The answer, in my view, is that there should be some XML format that can be used to encode a response that consists, for example, of a complete chemical reaction (or any other kind of chemistry specific information) and to place that XML into the response analysis section of an IMS-compliant item. Thus, by having a defined ontology (set of XML tags) that encode basic chemistry entities and concepts such as reactions, electron configurations, Lewis structures, and so on, chemistry teachers will be able to write questions that contain chemical information and that require responses with chemical content from the students. Authoring tools will then be able to generate this XML when the questions and test items are written to files for export, and other systems will be able to import such items and use them in chemistry activities and tests. While it is not too difficult to generate XML, as Peter Murray-Rust also noted, it is more challenging to read in XML and to make use of it in a real-world course management system, or any other application for that matter.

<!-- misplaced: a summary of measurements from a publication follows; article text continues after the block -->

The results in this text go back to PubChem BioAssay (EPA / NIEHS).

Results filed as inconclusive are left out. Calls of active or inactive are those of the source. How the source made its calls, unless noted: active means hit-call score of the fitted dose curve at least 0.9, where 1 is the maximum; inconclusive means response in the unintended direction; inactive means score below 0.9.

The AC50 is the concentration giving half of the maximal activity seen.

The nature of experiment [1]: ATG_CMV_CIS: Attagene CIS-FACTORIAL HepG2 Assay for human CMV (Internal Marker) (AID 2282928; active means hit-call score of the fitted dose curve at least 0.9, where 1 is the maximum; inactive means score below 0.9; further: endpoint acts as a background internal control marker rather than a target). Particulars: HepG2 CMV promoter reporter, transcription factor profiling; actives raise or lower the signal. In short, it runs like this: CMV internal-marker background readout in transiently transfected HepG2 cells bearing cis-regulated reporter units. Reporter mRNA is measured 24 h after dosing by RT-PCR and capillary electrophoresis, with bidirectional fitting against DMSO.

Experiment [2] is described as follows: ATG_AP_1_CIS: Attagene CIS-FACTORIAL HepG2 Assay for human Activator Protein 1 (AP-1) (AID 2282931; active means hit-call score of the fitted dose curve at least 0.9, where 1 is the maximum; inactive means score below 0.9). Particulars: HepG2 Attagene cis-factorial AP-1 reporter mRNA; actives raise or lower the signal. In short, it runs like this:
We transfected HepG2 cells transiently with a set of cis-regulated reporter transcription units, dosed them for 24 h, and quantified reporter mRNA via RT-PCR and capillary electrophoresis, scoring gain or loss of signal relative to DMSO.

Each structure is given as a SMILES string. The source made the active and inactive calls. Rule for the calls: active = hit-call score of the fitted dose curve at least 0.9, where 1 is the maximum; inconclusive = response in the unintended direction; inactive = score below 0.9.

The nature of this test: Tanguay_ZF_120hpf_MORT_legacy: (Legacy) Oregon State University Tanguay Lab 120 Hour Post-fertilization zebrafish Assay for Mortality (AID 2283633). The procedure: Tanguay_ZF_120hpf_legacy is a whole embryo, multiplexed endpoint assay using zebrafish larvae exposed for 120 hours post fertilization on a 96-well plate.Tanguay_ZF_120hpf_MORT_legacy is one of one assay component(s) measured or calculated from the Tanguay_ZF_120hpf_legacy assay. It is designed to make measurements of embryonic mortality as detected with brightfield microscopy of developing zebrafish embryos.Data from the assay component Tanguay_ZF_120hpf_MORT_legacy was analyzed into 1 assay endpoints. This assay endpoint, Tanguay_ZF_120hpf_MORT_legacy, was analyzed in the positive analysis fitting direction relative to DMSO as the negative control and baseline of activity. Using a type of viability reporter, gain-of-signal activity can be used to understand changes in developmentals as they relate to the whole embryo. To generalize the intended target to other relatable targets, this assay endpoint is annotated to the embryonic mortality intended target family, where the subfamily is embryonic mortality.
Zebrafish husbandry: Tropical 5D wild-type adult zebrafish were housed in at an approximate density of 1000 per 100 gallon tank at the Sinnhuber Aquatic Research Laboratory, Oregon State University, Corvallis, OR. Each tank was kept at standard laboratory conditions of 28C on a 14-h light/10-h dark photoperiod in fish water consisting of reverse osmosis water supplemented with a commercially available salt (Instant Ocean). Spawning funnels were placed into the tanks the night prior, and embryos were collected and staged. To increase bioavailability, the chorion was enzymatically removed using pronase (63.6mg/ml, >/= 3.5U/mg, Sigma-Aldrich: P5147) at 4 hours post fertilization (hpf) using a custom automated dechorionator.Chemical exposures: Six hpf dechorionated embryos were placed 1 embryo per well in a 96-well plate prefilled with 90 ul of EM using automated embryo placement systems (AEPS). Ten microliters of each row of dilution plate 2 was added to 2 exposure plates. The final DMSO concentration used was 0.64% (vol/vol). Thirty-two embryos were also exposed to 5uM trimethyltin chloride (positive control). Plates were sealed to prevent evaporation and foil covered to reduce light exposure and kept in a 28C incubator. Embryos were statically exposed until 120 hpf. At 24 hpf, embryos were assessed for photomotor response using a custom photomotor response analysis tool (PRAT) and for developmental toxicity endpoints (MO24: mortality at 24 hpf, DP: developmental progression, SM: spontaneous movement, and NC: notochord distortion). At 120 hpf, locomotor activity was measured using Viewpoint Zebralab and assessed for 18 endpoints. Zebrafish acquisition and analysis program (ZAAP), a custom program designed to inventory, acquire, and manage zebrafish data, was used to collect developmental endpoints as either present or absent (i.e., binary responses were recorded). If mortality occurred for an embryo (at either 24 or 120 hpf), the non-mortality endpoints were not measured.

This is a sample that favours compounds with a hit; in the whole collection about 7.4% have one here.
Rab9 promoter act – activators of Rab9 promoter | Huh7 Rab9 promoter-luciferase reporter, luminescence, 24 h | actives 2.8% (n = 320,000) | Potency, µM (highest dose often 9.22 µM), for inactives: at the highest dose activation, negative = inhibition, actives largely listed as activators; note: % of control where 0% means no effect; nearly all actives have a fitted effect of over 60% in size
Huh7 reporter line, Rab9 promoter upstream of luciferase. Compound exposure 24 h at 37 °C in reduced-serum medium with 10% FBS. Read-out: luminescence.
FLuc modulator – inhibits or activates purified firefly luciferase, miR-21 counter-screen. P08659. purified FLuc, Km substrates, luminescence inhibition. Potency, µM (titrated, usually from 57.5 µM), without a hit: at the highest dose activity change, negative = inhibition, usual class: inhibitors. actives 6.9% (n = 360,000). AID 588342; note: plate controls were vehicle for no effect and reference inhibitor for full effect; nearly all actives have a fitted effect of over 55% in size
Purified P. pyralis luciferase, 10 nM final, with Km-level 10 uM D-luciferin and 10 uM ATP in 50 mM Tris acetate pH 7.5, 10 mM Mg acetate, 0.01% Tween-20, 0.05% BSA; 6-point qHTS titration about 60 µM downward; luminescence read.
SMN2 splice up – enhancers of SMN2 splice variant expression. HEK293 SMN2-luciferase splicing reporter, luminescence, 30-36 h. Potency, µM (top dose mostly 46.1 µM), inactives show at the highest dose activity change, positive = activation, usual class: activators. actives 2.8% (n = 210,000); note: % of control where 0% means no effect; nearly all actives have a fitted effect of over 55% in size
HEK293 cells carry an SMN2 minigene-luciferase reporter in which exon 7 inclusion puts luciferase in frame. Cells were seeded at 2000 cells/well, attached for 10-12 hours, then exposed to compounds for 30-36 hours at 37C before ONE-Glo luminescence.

Another reason why XML is necessary in chemical education becomes apparent when considering the ongoing development of digital libraries. One example is the National Science Digital Library initiative, funded by the National Science Foundation. Such collections have a need to store, among other things, question banks and data that pertain to chemical education. It seems that a text-based format that is easy to understand and use, yet powerful and flexible, is needed for this purpose. XML provides all these characteristics, and in the absence of an existing standard, a tag set needs to be invented to provide the vocabulary that allows chemical education data to be included in digital libraries.